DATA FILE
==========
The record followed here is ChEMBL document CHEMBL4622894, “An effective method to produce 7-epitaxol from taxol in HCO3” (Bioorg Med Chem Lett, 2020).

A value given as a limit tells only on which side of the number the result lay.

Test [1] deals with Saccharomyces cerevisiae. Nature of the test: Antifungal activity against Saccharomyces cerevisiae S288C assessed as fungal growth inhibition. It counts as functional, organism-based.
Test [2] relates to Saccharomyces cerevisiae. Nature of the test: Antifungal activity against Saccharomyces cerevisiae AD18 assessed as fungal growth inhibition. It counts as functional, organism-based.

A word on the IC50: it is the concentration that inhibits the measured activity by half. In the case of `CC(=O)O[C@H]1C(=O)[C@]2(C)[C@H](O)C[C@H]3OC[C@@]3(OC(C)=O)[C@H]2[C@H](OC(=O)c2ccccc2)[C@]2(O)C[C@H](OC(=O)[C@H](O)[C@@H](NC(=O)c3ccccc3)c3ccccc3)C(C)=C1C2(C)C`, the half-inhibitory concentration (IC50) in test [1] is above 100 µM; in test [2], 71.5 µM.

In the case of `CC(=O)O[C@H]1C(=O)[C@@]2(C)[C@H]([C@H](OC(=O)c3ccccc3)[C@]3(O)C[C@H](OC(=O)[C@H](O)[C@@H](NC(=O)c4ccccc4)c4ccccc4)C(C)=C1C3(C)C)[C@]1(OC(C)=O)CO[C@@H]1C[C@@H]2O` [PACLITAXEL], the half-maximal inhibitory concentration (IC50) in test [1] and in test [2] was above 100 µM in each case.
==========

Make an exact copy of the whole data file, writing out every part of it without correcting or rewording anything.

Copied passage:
The record followed here is ChEMBL document CHEMBL4622894, “An effective method to produce 7-epitaxol from taxol in HCO3” (Bioorg Med Chem Lett, 2020).

A value given as a limit tells only on which side of the number the result lay.

Test [1] deals with Saccharomyces cerevisiae. Nature of the test: Antifungal activity against Saccharomyces cerevisiae S288C assessed as fungal growth inhibition. It counts as functional, organism-based.
Test [2] relates to Saccharomyces cerevisiae. Nature of the test: Antifungal activity against Saccharomyces cerevisiae AD18 assessed as fungal growth inhibition. It counts as functional, organism-based.

A word on the IC50: it is the concentration that inhibits the measured activity by half. In the case of `CC(=O)O[C@H]1C(=O)[C@]2(C)[C@H](O)C[C@H]3OC[C@@]3(OC(C)=O)[C@H]2[C@H](OC(=O)c2ccccc2)[C@]2(O)C[C@H](OC(=O)[C@H](O)[C@@H](NC(=O)c3ccccc3)c3ccccc3)C(C)=C1C2(C)C`, the half-inhibitory concentration (IC50) in test [1] is above 100 µM; in test [2], 71.5 µM.

In the case of `CC(=O)O[C@H]1C(=O)[C@@]2(C)[C@H]([C@H](OC(=O)c3ccccc3)[C@]3(O)C[C@H](OC(=O)[C@H](O)[C@@H](NC(=O)c4ccccc4)c4ccccc4)C(C)=C1C3(C)C)[C@]1(OC(C)=O)CO[C@@H]1C[C@@H]2O` [PACLITAXEL], the half-maximal inhibitory concentration (IC50) in test [1] and in test [2] was above 100 µM in each case.